My camera was nearby when I spotted a group of peafowl strutting along the foliage behind our screened lanai. I attempted to get around them in order to photograph them but they were not keen on my stalking ways and fastly scurried over to the next yard. It was nearly impossible to get a good photo. I took lots of bad ones.
The male peacock that used to live across the street was prone to occasionally wander over here and take a little perusal through my yard without too much harm. Sometimes his six-foot long tail feathers trailing behind in tight spots did more damage than what he ate. Yesterday there were five peahens and peacocks altogether. Although no males with the long tail feathers among them. It takes 3 years for them to develop the long regal feathers they are famous for. They are grub, snake, insect, small animal, flowers, and green grass eaters. I've read that they can mow down a garden in short order or leave it alone depending on their mood. They are mostly ground foraging birds as they are not great flyers.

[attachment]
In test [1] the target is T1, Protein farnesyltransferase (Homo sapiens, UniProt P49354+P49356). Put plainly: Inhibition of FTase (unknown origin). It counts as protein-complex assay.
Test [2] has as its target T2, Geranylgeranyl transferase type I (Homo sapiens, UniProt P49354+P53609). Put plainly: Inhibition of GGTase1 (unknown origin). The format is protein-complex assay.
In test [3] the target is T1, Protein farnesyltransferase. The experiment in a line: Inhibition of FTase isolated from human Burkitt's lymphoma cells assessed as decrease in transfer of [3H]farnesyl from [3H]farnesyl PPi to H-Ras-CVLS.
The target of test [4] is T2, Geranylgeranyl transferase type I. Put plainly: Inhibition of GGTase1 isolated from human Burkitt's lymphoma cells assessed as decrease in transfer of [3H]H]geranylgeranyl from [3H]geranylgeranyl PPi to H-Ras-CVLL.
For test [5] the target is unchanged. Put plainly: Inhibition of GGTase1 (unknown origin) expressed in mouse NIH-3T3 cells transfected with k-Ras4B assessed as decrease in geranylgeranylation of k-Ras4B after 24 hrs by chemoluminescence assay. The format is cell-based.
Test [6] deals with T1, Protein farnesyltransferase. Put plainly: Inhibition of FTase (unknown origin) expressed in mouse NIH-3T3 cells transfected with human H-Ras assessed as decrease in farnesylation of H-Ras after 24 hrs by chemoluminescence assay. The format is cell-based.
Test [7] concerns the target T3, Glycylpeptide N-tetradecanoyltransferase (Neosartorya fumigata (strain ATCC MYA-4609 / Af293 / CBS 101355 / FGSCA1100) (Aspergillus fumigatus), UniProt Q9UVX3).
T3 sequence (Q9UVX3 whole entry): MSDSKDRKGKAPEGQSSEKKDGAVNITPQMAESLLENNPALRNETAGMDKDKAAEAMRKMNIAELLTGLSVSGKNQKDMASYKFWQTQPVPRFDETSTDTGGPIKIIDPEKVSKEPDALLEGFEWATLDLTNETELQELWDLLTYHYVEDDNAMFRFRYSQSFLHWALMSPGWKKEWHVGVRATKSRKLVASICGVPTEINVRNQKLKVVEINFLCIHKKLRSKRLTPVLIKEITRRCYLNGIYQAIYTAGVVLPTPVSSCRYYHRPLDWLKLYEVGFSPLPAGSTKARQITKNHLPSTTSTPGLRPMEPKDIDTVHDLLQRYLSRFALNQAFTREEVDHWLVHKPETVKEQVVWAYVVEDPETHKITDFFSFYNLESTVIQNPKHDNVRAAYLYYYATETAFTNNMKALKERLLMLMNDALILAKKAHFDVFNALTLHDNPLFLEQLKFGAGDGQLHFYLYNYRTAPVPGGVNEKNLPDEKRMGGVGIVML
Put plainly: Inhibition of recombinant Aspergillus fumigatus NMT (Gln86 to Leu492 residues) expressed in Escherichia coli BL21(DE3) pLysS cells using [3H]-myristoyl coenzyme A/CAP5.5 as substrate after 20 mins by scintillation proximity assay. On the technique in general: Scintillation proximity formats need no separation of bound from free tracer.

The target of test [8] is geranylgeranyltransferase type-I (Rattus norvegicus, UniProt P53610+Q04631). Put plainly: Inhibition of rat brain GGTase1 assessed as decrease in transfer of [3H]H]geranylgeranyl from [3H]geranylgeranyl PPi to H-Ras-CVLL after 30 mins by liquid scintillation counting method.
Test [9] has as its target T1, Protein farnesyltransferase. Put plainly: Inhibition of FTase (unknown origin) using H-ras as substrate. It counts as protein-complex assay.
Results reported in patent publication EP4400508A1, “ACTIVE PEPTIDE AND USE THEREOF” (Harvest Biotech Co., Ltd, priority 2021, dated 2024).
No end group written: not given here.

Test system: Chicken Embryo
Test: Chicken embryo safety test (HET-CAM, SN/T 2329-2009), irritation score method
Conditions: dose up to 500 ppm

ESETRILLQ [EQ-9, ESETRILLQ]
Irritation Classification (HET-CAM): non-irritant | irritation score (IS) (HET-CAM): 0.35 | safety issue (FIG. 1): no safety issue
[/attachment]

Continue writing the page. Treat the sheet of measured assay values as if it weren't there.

After my chase for a decent photo I spent my day in the garden. I saw they wandered around next door for a while. Over the course of a couple of hours I heard them at a distance a couple of times. But I never saw them again and I haven't seen them or heard them today.
That doesn't mean they won't be back. They are probably living somewhere close by. Even though I don't really want them eating my flowers (too bad it isn't slugs only they eat - I'd be inviting them over for dinner) I am certainly intrigued by their size and magnificent coloring. Both males and females sport that regal crest upon their heads.
There were many more critters in the garden with me yesterday. I'll try to post some of them later.